Well, here's some big gay news hot out of the closet! A federal judge in Boston has ruled, in two separate cases, that a critical part of the federal Defense of Marriage Act is unconstitutional.
Apparently, according to Judge Joseph Tauro, Congress violated the Tenth Amendment when it passed DOMA, taking away the ability for states to decide which couples can be married. In a companion case, the judge ordered that DOMA violates equal protection in the Due Process Clause of the Fifth Amendment. Oh, snap!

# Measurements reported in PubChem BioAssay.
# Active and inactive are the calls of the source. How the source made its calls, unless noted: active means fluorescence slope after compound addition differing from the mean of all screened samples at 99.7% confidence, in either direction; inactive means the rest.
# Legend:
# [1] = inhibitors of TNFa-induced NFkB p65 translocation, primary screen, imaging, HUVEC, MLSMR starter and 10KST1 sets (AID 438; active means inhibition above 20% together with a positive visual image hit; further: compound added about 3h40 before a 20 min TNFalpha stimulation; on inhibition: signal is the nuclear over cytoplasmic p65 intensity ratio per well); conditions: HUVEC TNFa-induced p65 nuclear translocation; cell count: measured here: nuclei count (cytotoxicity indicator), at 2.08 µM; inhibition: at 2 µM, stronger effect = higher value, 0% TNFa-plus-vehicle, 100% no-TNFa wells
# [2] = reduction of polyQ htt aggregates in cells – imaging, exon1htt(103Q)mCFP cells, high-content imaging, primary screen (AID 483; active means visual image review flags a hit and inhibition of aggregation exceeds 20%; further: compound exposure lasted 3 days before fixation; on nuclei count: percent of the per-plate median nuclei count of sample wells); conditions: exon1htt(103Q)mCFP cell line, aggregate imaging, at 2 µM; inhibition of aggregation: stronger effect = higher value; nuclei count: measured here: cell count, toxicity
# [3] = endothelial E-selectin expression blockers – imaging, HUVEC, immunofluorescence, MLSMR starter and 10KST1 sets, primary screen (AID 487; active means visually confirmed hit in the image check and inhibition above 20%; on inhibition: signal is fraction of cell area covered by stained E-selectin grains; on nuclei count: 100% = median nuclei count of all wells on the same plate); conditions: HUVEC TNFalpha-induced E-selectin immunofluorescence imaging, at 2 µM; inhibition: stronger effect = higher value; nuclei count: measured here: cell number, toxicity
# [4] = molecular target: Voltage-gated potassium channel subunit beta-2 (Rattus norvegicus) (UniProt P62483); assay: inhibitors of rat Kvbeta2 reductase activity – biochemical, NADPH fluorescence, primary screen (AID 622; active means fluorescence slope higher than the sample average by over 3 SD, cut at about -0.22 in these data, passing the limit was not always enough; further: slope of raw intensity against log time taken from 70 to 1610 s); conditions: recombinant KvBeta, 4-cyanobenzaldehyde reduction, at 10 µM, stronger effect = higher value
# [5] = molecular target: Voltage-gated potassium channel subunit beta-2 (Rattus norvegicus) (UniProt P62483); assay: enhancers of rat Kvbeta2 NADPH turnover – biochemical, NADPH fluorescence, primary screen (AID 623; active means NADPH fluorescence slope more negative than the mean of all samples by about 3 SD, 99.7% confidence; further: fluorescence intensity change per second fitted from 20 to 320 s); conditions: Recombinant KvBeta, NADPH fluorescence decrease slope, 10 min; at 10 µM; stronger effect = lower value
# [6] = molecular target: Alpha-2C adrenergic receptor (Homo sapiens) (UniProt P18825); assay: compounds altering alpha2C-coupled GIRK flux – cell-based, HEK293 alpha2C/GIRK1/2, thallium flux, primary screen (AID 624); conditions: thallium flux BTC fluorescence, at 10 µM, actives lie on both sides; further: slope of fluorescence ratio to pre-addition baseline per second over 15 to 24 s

GLAD attorney Mary Bonauto told Tauro that DOMA constitutes a "classic equal protection" violation, by taking one class of married people in Massachusetts and dividing it into two. One class, she noted, gets federal benefits, the other does not. Just as the federal government cannot take the word "person" and say it means only Caucasians or only women, said Bonauto, it should not be able to take the word "marriage" and say it means only heterosexual couples.
Hmmmm, defining "person" to mean only Caucasians. I hear they were flirting with passing similar legislation in Arizona.
Anyway, the next step in the case is the U.S. Court of Appeals, and then the Supreme Court! Only three more years until a decision is made!
Tags: Bill of Rights, Constitution, DOMA, LGBT, Marriage Equality, Massachusetts, States' Rights